Alongside the usual collection of holiday-themed Lenses, Snapchatters received an extra-special treat from Snapchat over the weekend—a world-spanning Easter egg hunt.
Like a highly-simplified version of Pokémon GO, The Great Snapchat Egg Hunt challenged Snapchat users to retrieve virtual eggs from real-world locations. Players tap on the found target on the game map when they arrive at the location. In turn, the virtual egg is displayed in the Snapchat camera, where players again tap the egg to capture it and reveal an animated surprise in the form of a dancing bunny.
In my limited gameplay, I found that certain eggs carried a multiplier to boost my collected egg count. Also, I arrived at the conclusion that the only surprise gained from the continued collection of eggs was a different-colored dancing bunny.
At the game's conclusion on April 1 at midnight ET, I had amassed a meager 16 eggs, which ranked me number 1,033,848 globally. However, my effort was good enough to place within the top 30% of the game, which means, by conservative estimates, at least three million egg hunters participated in the game.
Could The Great Snapchat Egg Hunt be the precursor to a new sponsored revenue stream from Snap? At the time of publication, Snap had not answered inquiries from Next Reality as to whether this type of location-based AR gaming could eventually be offered as a branded experience through the app. But based on the company's track record with sponsored AR experiences, there's a good chance that it could be.
Snapchat already offers Sponsored Lenses via the front-facing camera of your smartphone and Sponsored World Lens for the AR experiences in the user's immediate environment. In addition, the company has hosted a virtual try-on Lens for Kay Jewelers and an Augmented Trial Lens for BMW.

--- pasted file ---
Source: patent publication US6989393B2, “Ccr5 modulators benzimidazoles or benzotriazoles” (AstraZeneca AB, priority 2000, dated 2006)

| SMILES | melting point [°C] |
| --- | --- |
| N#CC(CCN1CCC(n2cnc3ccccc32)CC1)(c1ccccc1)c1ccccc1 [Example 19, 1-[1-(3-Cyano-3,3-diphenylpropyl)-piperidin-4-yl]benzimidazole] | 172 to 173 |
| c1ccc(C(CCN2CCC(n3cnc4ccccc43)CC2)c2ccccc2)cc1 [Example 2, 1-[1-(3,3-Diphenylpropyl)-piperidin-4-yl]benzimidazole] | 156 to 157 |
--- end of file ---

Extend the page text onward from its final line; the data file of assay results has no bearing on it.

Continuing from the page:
Not all of Snapchat's AR experiences are destined for sponsorship, though. For instance, while Snapchat ran a special promotion for McDonald's using 3D Bitmojis, the company has not yet opened up the AR doppelgangers to other brands.
If Snap does begin to offer Snap Map gaming as a sponsored experience, brands could benefit from a platform that offers not only its own embedded map but also an AR toolkit that does not depend on devices compatible with Apple's ARKit or Google's ARCore platforms. In addition, brands could also leverage Snapchat's built-in user base, rather than convincing consumers to download another app.
On the other hand, if Snap decides against making its location-based AR capabilities available for sponsorship, brands could opt for the next best thing—Mapbox. A Mapbox spokesperson confirmed via email to Next Reality that Snap Maps is built on Mapbox's location services. Furthermore, Mapbox recently launched its own Mapbox AR toolkit, which can be used to deploy similar location-based AR experiences.
With the Google Maps API also offering a location-based AR platform, businesses looking to hook customers with some gamified marketing no longer lack for options in mobile AR.